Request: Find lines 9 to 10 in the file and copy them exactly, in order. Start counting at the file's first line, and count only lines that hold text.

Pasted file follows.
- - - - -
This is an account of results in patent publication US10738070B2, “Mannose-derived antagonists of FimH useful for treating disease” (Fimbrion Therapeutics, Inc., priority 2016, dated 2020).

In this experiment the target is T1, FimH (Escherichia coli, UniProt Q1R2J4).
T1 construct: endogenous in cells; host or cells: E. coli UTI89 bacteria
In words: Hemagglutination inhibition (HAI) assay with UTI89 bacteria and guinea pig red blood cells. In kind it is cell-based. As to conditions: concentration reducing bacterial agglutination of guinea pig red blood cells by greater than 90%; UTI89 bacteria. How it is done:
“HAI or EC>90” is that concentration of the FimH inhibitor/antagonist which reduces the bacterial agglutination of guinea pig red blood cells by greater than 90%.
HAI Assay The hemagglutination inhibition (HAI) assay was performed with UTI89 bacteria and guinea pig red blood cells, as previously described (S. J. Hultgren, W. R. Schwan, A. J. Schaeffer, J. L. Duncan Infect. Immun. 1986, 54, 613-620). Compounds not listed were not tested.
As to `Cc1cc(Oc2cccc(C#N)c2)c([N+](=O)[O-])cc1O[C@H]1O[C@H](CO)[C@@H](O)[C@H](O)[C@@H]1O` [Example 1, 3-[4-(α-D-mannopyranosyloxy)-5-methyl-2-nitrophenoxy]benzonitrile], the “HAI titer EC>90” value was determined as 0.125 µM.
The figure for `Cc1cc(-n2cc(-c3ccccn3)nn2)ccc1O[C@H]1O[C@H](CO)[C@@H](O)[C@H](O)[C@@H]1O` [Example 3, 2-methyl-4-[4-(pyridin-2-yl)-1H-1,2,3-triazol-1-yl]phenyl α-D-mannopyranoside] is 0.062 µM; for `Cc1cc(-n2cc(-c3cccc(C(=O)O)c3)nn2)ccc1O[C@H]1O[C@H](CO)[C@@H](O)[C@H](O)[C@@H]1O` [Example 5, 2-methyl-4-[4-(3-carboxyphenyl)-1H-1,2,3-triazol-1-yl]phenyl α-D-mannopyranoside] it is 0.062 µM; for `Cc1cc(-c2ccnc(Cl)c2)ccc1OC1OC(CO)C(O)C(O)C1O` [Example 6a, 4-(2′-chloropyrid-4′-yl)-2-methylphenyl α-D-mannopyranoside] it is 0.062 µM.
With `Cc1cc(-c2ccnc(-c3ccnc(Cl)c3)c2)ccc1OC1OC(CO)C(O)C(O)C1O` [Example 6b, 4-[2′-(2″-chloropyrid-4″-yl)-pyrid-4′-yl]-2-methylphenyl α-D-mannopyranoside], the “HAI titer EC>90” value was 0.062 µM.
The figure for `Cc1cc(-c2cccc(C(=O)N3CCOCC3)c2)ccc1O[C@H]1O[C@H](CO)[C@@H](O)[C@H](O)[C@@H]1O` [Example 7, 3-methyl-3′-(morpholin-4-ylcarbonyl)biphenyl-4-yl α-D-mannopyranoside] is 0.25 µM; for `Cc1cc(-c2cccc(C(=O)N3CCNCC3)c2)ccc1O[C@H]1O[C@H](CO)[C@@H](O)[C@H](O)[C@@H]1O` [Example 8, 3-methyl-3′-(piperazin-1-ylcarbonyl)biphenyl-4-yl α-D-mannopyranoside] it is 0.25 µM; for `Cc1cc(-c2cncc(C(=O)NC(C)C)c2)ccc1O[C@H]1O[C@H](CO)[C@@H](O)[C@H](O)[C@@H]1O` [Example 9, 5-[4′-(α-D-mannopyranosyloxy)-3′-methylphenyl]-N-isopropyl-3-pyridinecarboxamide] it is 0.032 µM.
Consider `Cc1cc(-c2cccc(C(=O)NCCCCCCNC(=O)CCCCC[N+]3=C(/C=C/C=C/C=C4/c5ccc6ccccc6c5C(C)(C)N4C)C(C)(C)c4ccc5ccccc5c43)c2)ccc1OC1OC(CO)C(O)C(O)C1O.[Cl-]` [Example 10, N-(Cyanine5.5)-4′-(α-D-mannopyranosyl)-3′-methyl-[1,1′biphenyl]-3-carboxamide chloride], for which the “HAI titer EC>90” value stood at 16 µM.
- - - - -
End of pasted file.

With `Cc1cc(-c2ccnc(-c3ccnc(Cl)c3)c2)ccc1OC1OC(CO)C(O)C(O)C1O` [Example 6b, 4-[2′-(2″-chloropyrid-4″-yl)-pyrid-4′-yl]-2-methylphenyl α-D-mannopyranoside], the “HAI titer EC>90” value was 0.062 µM.
The figure for `Cc1cc(-c2cccc(C(=O)N3CCOCC3)c2)ccc1O[C@H]1O[C@H](CO)[C@@H](O)[C@H](O)[C@@H]1O` [Example 7, 3-methyl-3′-(morpholin-4-ylcarbonyl)biphenyl-4-yl α-D-mannopyranoside] is 0.25 µM; for `Cc1cc(-c2cccc(C(=O)N3CCNCC3)c2)ccc1O[C@H]1O[C@H](CO)[C@@H](O)[C@H](O)[C@@H]1O` [Example 8, 3-methyl-3′-(piperazin-1-ylcarbonyl)biphenyl-4-yl α-D-mannopyranoside] it is 0.25 µM; for `Cc1cc(-c2cncc(C(=O)NC(C)C)c2)ccc1O[C@H]1O[C@H](CO)[C@@H](O)[C@H](O)[C@@H]1O` [Example 9, 5-[4′-(α-D-mannopyranosyloxy)-3′-methylphenyl]-N-isopropyl-3-pyridinecarboxamide] it is 0.032 µM.